Sunday Editorial: London sheds its trad roots as banking sector walks hand in hand with fintech revolution
Britain is not normally synonymous with entrepreneurship, and has for the last twenty years been very much home to an economy which relies on large financial institutions and public sector departments, and to complement this structure perfectly, an obedient workforce of salaried employees with a mortgage and a pension. Unlike notorious tech R&D mainstays San Francisco, […]
Britain is not normally synonymous with entrepreneurship, and has for the last twenty years been very much home to an economy which relies on large financial institutions and public sector departments, and to complement this structure perfectly, an obedient workforce of salaried employees with a mortgage and a pension.
Unlike notorious tech R&D mainstays San Francisco, Tel Aviv and pretty much every major city in mainland China, the United Kindgom stuck firmly to traditional roots – until now.
Although Britain’s fiscal prowess remains almost completely London-centric, the wood-paneled chambers of old are rapidly giving way to fintech startups, and the new-found modernity of the Square Mile is evident and notable by the vast contrast between the plate glass offices of avantgarde thought leaders and the creaking infrastructure that lies just 1 mile in any direction of the financial district.
London’s USP – The big banks are backing the new generation of financial innovators
At Britain’s most recent general election, the Conservative party was freed from the anti-business shackles of its coalition with the Liberal Democrats, allowing Chancellor of the Exchequer George Osborne to fully implement his business-friendly policies, one of which included the necessity to advance technologically, and the pledge to back financial technology companies as the realization that modernization would lead to prosperity.
Mainland Europe does not have a fintech business of any magnitude, thus is virtually absent from participation in global electronic trading order flow, be it interbank or retail – Deutsche Bank AG (FRA:DBK), for example, conducts the vast majority of its interbank FX business from its London headquarters – and legacy industry and government subsidy permeate mainland Europe’s business infrastructure.
Germany manufactures cars, and is one of the stronger economic powers in Europe. This is a legacy business that no longer carries the prestige that it did thirty years ago. Germany is still producing diesel engined hatchbacks, just as it did in the 1980s, with very few real technological breakthroughs since then, whilst Silicon Valley produces a fully electric 691 bhp example of the future on wheels. There is very little doubt that legacy industry of this type is no longer as viable as it once was, and that Shanghai and Seoul are manufacturing an arguably superior product in giant volumes.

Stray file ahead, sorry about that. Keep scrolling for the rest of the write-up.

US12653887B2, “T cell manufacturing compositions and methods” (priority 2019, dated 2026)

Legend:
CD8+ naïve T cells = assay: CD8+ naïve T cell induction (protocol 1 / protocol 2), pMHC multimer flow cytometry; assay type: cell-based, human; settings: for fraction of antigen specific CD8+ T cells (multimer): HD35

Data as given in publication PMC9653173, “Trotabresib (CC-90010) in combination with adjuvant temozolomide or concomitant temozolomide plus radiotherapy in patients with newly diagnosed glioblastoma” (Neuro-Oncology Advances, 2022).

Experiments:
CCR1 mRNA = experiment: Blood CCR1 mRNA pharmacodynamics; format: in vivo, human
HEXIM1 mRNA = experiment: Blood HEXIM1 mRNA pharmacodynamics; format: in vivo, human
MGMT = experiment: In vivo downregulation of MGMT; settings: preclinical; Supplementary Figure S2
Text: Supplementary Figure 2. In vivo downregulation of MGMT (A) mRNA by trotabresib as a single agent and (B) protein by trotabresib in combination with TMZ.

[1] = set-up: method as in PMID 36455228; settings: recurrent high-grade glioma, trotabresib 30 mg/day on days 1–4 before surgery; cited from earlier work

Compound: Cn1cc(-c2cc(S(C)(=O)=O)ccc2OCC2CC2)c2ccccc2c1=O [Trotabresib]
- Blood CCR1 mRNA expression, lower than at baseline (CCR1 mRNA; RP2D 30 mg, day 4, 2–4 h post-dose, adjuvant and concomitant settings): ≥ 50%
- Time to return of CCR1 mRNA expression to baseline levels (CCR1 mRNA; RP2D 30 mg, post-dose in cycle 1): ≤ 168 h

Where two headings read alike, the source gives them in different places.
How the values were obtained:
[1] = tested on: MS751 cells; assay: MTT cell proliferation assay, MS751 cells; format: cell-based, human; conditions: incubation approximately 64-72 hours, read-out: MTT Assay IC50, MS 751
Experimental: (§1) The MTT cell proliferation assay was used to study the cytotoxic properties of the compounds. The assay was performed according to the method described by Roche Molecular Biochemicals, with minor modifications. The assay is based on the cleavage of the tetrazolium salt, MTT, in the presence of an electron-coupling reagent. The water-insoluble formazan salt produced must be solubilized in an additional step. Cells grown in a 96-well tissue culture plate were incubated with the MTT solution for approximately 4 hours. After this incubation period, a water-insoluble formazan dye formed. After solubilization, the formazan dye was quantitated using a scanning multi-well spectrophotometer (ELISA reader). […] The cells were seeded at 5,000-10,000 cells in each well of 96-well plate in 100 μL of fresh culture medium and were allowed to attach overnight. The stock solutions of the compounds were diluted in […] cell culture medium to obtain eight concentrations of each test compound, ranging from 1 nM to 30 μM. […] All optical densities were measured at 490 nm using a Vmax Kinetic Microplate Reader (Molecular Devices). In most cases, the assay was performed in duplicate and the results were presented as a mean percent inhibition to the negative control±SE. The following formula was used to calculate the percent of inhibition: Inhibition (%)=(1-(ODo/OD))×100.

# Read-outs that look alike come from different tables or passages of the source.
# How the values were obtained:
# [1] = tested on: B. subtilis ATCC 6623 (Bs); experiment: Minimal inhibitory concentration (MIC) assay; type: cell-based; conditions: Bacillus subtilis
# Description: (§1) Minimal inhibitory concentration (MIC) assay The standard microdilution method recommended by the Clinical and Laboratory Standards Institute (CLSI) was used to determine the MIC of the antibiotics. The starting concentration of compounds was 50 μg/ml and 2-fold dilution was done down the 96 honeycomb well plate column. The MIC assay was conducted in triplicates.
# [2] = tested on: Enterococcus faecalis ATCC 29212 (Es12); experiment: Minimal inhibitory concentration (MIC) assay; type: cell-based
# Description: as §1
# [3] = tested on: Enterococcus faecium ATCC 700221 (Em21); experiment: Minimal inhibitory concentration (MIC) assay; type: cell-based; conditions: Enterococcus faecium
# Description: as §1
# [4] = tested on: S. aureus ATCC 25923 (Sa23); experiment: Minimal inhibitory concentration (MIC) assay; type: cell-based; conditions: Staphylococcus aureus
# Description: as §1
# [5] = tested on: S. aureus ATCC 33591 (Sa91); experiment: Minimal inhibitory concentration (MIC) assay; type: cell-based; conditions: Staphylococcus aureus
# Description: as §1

Many other EU member states have agrarian economies and therefore are completely absent from the interaction with the large financial centers of the world which power not only innovation, but the global economy itself.
By elevating itself into the realms of the top fintech centers, and start-ups appearing in what was once the industrial wastelands of Shoreditch – an area so packed with fintech start-ups that it has gained the nickname Silicon Roundabout – London has a massive advantage over many other fintech hubs in that the large banks are becoming increasingly supportive of newcomers with clever ideas, and are beginning to back them.
Hot air? Not according to the figures
Mr. Osborne’s pledge was clearly not just pre-election hot air. According to London & Partners, which is an agency funded by the British government which aims to support London’s economy, out of the £1.48 billion in fintech funding which was provided across the entirety of Europe in 2014, £343 million was provided in London alone, and that more than half of the entire fintech enterprises for the whole of Europe are channeled into London. This was a very good basis upon which Mr. Osborne could encourage further initiative post-election.
The agency stated that
Major new tech funds setting up in London from around the world include Santander (£60m), Index Ventures (£328m), Google Ventures (£76m) – London & Partners
Another benefit of London’s newfound appetite for fintech is that not only is extremely secure funding available, but the infrastructure and brains are all local. Many highly experienced executives from large institutions are founding fintech companies in London, an example being former Credit Suisse bond trader Raja Palaniappan, who established Origin Markets, a platform which intends to revolutionize private placement bond issuance by removing the need for intermediaries, many of which are large investment banks such as Goldman Sachs.
Mr. Palaniappan, an American citizen, specificially chose London as a base for Origin Markets over New York or Silicon Valley for these exact reasons.
He told Institutional Investor
“London does have a competitive advantage in fintech because you’ve got technology in Old Street (Silicon Roundabout) and finance on Liverpool Street and they’re about three quarters of a mile apart. In the US, technology lives on the West Coast, and finance on the East Coast and there is little consolidation between the two.”
It does indeed appear that the concept of Osbornomics was not just limited to a very shrewd budget, but at stoking the financial sector in London into a wave of modernity, thus almost future-proofing itself and bolstering its position as the world’s largest financial center.